The George Harrison song rooted in his first experience with LSD

LSD has been a significant influence in many pieces of art, whether that is in design, writing, film-making, or, in the example of George Harrison, music. The impact that LSD can have on people varies depending on their mindset at the time of taking it and their surroundings; in Harrison’s case, it helped him to focus on the afterlife.

As a Beatle, George Harrison already had a relatively extensive back catalogue of songs. Some of his contributions made it as releases, but many of them didn’t fit the Lennon and McCartney brand that the band relied on so heavily. As such, when the band split and he decided to focus on his solo work, there was already much to draw inspiration from.

One of the songs he decided to run with was inspired by the first time he tried LSD. This was with Lennon, an experience Harrison would later refer to as a doorway to his spiritual awakening and introduction to Hinduism.

It was a big deal when people found out the Beatles took LSD. The band had always been branded as witty Englishmen who could never put a foot wrong. Naturally, in the ’60s, when they first announced their affinity for the drug, many conservative listeners turned their noses up at them.

It was Harrison and Lennon who embraced the drug the most, taking it in the spring of 1965 and never really looking back. The drug had a significant impact on their career, causing a major shift in their sound (which is heard most notably on the albums Revolver and Sgt Pepper) but also caused a significant change in how the public perceived the band.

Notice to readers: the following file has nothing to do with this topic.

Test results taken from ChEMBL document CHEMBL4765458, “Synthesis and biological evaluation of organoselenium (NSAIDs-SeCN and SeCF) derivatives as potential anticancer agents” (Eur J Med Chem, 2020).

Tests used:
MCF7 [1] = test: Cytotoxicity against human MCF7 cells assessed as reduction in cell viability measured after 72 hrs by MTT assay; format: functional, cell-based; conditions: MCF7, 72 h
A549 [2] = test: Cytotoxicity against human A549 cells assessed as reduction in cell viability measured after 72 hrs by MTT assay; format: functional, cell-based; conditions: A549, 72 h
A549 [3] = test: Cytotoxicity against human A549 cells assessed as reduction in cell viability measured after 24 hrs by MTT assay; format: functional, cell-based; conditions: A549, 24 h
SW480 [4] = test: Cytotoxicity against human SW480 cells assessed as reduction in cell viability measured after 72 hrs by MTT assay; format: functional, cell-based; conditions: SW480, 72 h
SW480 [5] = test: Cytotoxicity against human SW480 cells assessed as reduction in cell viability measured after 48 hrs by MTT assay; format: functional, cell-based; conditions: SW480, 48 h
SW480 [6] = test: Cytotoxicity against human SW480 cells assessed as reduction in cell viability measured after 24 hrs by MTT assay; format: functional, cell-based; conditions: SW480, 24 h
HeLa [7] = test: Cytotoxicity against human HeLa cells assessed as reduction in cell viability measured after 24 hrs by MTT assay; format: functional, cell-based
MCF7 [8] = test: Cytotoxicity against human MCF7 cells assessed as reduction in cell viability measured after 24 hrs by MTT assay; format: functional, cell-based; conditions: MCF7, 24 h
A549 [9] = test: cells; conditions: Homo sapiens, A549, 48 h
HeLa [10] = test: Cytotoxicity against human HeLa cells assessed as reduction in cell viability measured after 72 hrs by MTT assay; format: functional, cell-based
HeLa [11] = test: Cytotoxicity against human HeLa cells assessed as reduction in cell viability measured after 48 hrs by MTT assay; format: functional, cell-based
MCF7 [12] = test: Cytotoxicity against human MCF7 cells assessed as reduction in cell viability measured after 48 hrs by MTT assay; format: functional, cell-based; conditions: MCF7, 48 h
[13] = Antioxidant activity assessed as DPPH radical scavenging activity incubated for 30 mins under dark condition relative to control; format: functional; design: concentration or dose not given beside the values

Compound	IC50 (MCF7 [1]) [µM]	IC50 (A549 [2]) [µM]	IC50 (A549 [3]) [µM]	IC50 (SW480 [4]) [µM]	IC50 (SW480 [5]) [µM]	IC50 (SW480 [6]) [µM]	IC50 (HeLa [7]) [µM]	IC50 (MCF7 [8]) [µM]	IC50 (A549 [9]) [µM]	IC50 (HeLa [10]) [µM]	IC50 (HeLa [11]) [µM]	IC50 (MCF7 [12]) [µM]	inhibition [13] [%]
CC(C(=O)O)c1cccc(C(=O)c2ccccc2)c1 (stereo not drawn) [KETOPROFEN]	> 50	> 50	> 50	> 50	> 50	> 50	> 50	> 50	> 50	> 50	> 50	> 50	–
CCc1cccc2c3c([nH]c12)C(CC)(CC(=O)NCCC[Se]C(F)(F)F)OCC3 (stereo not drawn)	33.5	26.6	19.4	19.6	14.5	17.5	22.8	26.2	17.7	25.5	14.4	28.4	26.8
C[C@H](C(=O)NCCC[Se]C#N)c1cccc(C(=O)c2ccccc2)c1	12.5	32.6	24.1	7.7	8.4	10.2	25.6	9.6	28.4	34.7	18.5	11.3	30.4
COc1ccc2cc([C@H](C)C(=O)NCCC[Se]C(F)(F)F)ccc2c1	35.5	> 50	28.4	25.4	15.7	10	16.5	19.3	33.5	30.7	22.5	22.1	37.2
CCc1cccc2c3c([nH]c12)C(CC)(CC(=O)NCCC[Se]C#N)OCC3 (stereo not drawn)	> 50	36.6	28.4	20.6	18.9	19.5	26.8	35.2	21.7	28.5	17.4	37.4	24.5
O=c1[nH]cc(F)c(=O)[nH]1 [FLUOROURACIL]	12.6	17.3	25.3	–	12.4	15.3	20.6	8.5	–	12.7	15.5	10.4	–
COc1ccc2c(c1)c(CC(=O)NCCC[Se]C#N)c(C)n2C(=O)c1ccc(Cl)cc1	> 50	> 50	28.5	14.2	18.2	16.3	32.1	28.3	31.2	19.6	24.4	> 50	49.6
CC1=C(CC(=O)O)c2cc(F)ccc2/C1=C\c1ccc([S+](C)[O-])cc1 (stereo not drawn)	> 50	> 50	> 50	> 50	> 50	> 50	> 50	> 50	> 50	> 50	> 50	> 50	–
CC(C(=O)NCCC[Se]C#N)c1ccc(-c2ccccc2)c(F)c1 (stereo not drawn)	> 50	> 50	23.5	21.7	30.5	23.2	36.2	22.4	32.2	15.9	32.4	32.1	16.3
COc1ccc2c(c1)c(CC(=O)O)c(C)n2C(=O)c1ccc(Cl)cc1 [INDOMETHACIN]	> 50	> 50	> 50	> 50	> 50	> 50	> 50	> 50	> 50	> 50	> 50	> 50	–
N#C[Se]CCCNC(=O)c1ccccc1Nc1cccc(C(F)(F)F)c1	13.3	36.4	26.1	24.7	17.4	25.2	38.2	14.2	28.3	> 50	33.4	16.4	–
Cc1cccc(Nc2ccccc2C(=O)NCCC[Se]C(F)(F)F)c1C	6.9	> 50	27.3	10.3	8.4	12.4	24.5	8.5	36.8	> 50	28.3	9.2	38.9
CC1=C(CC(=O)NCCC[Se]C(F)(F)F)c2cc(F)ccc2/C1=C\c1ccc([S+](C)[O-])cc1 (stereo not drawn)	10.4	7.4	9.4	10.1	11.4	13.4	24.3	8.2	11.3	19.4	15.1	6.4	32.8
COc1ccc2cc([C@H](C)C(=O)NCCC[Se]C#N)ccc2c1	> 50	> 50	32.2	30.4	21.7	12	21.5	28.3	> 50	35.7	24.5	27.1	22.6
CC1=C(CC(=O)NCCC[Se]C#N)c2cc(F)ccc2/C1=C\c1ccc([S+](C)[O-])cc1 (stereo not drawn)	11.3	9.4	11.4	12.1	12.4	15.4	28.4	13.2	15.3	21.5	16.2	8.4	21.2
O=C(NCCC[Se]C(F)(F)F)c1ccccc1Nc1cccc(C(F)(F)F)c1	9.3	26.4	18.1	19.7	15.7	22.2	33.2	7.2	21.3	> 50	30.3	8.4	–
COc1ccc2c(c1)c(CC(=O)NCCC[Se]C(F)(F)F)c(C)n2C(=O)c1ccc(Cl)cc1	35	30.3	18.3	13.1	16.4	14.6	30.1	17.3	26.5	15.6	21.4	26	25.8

They were not the first and would not be the last to allow LSD to have an impact on their art. The drug has often given creative people a boost. It is arguably a massive influence on the development of Western culture as a whole, thanks to how it leads to the symbolic and abstract depiction of objects, oversimplification and a great intensity toward colour and light. People can hone in on thoughts more clearly, and their depiction of them becomes more psychedelic and interesting in the process.

Despite the fact the band would later denounce the drug and opt instead for meditation, Harrison allowed its influence to continue to feed into his solo work. This is especially seen in the hit ‘Art Of Dying’, featured on his debut LP.

Harrison states that the first time he took LSD, he continued to think of the Yogis of the Himalayas. He said that through this awakening and the learning of the religion, he began to embrace reincarnation, the theme behind ‘Art of Dying’.

Harrison was never afraid of death, and this experience likely contributed towards that fearlessness. He believed that death would take him to a better place, and as such, upon being diagnosed with cancer and following his long battle with the disease, he was always at peace with the idea of dying. His ashes were poured into the Ganges River in India before the public became aware of his passing.

George Harrison seems to have been influenced by LSD throughout his life, not only in his art but also in his personal life, too. The song that reflects his attitude towards the drug and its impact on him is ‘Art of Dying’, which doesn’t only show his affinity towards the drug but how at peace with death he was.

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